The Czech government has followed the example of other European countries in approving a digital tax on Internet giants such as Facebook, Google, Amazon and Apple. The proposed 7 percent tax on services provided in the Czech Republic should bring in approximately 5 billion crowns of additional revenue a year.
The move comes in response to the European Union’s failure to agree on a unified digital tax, leaving individual member states to make their own decisions on the matter. While there is general agreement in the Czech Republic on levelling a tax on Internet giants, there are divisions over how high that tax should be. The proposed 7 percent tax is the result of a compromise between the ruling parties and should apply to internet companies with a global turnover of over EUR 750 million (CZK 19.1 billion) and annual turnover in the Czech Republic of over CZK 100 million. Finance Minister Alena Schillerová presented the proposal at a press briefing in Prague on Tuesday.
“The tax will apply to users of multilateral digital interfaces, primarily targeted site advertising, social service charges, or the sale of user data but also digital economy platforms such as Airbnb and Uber that allow users to provide services and goods to each other for a transaction fee.”
While Austria and France introduced a 5 and 3 percent digital tax respectively, the Czech government has set its sights higher with a proposed 7 percent tax. Jan Hamáček, head of the junior coalition party of Social Democrats, welcomed the agreement reached.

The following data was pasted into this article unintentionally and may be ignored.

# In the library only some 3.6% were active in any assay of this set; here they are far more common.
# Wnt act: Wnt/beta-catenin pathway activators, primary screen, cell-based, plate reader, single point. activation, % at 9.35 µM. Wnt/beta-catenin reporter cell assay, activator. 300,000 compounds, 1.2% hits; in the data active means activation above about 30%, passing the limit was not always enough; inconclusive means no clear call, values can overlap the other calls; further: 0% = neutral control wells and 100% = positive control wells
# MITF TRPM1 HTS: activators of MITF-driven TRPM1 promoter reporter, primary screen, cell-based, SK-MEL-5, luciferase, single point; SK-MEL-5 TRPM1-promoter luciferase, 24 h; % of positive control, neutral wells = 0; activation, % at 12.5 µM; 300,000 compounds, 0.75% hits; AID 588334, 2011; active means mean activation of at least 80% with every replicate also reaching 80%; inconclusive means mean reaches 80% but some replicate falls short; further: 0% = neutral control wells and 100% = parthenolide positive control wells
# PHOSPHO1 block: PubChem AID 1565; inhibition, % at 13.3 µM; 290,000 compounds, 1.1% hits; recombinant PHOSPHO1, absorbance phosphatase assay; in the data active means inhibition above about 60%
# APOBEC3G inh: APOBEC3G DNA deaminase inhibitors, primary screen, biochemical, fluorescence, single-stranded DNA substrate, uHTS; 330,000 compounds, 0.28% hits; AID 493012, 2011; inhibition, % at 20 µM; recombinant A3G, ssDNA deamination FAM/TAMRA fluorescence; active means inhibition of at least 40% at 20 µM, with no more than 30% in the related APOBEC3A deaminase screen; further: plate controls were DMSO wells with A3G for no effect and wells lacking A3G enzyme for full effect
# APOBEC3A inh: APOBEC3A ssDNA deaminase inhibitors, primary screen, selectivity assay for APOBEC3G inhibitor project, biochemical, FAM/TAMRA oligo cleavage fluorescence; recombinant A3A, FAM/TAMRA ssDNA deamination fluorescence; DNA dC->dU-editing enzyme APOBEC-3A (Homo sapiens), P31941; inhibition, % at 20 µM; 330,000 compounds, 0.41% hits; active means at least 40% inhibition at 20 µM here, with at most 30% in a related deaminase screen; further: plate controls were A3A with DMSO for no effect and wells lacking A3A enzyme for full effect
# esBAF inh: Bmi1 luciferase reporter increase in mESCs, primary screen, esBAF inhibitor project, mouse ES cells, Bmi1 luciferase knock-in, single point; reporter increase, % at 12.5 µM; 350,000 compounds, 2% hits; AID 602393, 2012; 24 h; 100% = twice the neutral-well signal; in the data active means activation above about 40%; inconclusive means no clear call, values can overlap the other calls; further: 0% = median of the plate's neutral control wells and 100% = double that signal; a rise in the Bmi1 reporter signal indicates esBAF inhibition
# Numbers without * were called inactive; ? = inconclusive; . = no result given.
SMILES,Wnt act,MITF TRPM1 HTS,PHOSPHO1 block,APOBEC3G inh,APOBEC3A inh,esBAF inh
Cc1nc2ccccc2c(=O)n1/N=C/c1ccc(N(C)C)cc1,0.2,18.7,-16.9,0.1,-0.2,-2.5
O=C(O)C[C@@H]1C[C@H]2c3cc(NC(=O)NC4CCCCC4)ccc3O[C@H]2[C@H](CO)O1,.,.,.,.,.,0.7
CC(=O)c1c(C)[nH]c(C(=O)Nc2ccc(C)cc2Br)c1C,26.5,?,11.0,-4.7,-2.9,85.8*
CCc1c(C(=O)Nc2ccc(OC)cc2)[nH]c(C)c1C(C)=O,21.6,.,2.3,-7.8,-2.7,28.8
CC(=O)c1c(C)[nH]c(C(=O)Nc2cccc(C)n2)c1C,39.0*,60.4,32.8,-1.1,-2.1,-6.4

“I am very glad that we opted for a more ambitious 7 percent tax. Although other European countries have a lower tax, I think that 7 percent is adequate to the profit these giants make in the Czech Republic. Part of the profit should definitely stay in this country.”
The 7% tax would be applied to the revenue of the internet giants, for services provided in this country. The tax would be estimated annually, then the companies would need to pay deposit amounts monthly, with a final annual tax return completing the billing cycle.
The tax would not apply to companies which have digital services as a side income, and the deciding threshold would be 10% of total revenues.
The bill may still meet some opposition in Parliament since opposition MPs would have preferred to see a lower tax imposed, but in view of the government’s majority in the lower chamber, which can override a veto from the Senate, it should have a smooth passage through Parliament. The new tax should come into force next year. The giants whom it concerns have so far refused to comment on the development.
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